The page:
LINGUIST List 27.989

Thu Feb 25 2016

Review: Computational Ling; Text/Corpus Ling; Translation: Fantinuoli, Zanettin (2015)

Editor for this issue: Sara Couture <saralinguistlist.org>


Date: 08-Sep-2015
From: Daria Dayter <coochogmail.com>
Subject: New directions in corpus-based translation studies
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Book announced at http://linguistlist.org/issues/26/26-2729.html

EDITOR: Claudio Fantinuoli
EDITOR: Federico Zanettin
TITLE: New directions in corpus-based translation studies
SERIES TITLE: Translation and Multilingual Natural Language Processing
PUBLISHER: Language Science Press
YEAR: 2015

REVIEWER: Daria Dayter, Universität Basel

Reviews Editor: Robert Arthur Cote

SUMMARY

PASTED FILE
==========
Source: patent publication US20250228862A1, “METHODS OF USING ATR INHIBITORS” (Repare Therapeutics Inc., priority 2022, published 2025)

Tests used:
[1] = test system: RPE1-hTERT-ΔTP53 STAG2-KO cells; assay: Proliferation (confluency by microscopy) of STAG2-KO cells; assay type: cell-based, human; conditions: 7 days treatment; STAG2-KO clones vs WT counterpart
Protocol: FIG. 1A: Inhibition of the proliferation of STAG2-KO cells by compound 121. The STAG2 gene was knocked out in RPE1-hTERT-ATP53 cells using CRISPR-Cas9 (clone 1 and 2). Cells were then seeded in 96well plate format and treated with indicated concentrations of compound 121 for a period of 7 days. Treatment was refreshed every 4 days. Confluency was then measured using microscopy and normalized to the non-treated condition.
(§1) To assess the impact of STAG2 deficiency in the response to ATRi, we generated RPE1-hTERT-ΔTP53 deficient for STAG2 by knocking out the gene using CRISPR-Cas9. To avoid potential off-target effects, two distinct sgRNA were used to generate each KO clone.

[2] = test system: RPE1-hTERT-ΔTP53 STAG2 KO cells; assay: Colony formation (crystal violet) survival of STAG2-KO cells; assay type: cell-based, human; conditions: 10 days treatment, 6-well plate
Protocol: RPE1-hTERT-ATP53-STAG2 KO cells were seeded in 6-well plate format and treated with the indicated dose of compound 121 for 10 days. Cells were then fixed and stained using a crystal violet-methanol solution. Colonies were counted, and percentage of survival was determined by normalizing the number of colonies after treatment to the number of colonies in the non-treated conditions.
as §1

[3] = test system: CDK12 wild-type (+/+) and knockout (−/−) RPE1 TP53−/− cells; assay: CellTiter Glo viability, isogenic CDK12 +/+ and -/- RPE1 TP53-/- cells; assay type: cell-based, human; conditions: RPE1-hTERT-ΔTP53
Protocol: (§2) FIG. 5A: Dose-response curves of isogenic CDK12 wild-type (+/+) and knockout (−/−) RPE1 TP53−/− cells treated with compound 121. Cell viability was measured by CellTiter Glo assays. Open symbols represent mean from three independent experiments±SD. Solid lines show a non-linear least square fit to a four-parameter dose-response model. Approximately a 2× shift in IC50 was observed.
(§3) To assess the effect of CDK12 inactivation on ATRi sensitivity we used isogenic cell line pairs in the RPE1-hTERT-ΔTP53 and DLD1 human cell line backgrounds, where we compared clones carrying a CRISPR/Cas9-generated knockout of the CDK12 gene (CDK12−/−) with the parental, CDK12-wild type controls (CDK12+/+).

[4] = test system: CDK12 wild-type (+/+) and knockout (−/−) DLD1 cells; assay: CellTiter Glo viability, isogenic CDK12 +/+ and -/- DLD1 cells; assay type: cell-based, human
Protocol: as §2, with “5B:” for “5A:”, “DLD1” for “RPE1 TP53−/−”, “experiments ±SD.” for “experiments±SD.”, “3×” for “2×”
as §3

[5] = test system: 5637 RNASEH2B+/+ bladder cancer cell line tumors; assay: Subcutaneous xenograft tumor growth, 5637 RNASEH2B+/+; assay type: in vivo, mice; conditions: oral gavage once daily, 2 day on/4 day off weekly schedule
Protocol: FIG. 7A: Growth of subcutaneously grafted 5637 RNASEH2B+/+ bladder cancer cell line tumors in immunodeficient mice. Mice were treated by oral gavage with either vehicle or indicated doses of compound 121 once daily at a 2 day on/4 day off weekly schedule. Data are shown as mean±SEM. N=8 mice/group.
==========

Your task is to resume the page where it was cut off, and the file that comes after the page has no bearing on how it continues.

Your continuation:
This volume, entitled “New directions in corpus-based translation studies” and edited by Claudio Fantinuoli and Federico Zanettin, is a collection of six papers on different aspects of the corpus-based methodology in translation studies. The authors report on their own efforts within this relatively new field, which explains the focus on the know-how, custom-made corpus software, innovative annotation, and probing for new types of research questions. The book is based on the presentations from “Corpus-based translation studies”, a panel held during the 7th Congress of the European Society of Translation Studies in 2013. Its origin is evident throughout the collection, as most of the papers give detailed accounts of works-in-progress, concentrating on methodological decisions, rather than a systematic analysis or an overview of quantified results, which are promised to follow as the projects unfold. This is not to say that the collection is not a success. As anyone who works in corpus-based translation studies (CBTS) knows, technological solutions are often ad-hoc, and the type of research carried out is sometimes constrained by the tools available to the researcher. Even more importantly, corpus studies so far have mostly addressed staple questions related to counting and contrasting microlinguistic features with the aim of finding S- or T-universals (Chesterman 2004). Here, the authors attempt to explore less conventional territory armed with corpus tools (e.g. how translators form, reject and confirm hypotheses during the translation process, investigated with the help of a keystroke corpus in Serbina et al., this volume). The scope of investigation includes seven European languages: Basque, Dutch, German, Greek, Italian, Spanish, and English. Because of the innovative nature of the collection, it will be of interest to scholars and advanced students in the areas of translation and interpretation studies. It should also attract the attention of corpus linguists, for it demonstrates the potential applications of corpus methods in previously uncharted territory and covers new corpus design and corpus software.